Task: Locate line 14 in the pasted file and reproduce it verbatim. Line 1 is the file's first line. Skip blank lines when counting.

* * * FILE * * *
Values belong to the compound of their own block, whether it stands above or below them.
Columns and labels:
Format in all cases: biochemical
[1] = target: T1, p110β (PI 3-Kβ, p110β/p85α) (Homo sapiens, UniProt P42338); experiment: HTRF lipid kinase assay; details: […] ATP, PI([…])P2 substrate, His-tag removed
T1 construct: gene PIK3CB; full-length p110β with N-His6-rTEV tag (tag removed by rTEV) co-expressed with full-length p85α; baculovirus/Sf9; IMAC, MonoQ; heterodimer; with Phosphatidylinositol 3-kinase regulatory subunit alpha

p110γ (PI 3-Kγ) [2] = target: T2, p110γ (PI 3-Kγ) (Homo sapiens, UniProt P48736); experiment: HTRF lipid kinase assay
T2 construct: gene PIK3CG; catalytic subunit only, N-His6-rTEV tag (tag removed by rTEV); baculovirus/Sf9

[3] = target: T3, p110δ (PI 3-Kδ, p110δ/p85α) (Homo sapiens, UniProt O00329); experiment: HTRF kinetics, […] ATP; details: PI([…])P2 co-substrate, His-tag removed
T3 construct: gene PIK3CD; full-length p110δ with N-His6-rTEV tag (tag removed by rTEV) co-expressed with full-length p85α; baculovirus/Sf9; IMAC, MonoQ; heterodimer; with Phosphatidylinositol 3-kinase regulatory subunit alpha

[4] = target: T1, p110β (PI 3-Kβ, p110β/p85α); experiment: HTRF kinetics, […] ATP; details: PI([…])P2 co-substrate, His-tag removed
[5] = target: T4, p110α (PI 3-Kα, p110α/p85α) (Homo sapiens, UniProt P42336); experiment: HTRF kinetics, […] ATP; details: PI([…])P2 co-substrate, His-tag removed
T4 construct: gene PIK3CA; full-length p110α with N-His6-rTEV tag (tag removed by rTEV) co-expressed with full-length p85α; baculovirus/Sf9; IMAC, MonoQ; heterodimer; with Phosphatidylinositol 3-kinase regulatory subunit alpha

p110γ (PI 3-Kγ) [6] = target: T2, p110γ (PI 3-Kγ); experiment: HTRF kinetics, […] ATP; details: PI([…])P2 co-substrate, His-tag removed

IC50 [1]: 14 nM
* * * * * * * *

IC50 [1]: 14 nM